Cheyenne Frontier Days Rodeo
Getty Images, Michael Smith

The name "Wyoming" comes from a Algonquian Indian word. The name of  our state is an English corruption of the Lenape word Chwewamink, which means "by the big river flat." But the Lenape never lived in what we now call Wyoming. They were from Pennsylvania.

The five mentioned here were the major tribes of Wyoming. But many others came and went through the state.

Bannock Indians. The Bannock moved into western Wyoming when following the buffalo.

Comanche Indians were once part of the Shoshoni. They Comanche moved across the territory in Wyoming then later moved south.

Dakota Indians were usually in Wyoming when hunting. War parties reached into Wyoming, as well. But the tribe never had a home presence in the area we now call Wyoming. In 1876, they participated with the Northern Arapaho and Northern Cheyenne in the cession of the northeastern territory of Wyoming.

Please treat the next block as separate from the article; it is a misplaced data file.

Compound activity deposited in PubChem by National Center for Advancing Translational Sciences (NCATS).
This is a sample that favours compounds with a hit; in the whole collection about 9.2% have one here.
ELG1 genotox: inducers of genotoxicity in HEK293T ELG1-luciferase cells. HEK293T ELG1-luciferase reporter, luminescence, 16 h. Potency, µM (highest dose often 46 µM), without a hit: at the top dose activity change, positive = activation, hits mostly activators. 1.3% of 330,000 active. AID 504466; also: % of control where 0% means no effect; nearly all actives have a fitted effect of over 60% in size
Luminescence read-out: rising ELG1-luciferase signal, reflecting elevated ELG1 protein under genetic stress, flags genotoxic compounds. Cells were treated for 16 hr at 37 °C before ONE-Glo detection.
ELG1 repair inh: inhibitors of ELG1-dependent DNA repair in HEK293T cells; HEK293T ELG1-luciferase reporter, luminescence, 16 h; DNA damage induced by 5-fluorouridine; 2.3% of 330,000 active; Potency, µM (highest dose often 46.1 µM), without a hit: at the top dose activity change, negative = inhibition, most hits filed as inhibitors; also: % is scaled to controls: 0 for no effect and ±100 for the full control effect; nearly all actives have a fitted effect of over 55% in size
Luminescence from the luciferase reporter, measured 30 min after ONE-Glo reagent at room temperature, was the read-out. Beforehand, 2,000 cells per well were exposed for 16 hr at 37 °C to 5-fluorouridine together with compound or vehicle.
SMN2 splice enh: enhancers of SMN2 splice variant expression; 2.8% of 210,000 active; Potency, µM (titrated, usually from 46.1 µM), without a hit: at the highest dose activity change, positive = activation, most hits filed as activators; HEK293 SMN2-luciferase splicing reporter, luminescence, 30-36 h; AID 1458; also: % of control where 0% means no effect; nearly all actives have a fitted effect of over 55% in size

Kiowa Indians Lived in and near the Black Hills for a while before moving south.

Kiowa Apache moved in close conjunction with the Kiowa.

Pawnee Indians passed through Wyoming as hunters but never stayed.

Of these 11 tribes, only two remain today, the Shoshone and Arapaho, who now live on the Wind River Reservation.

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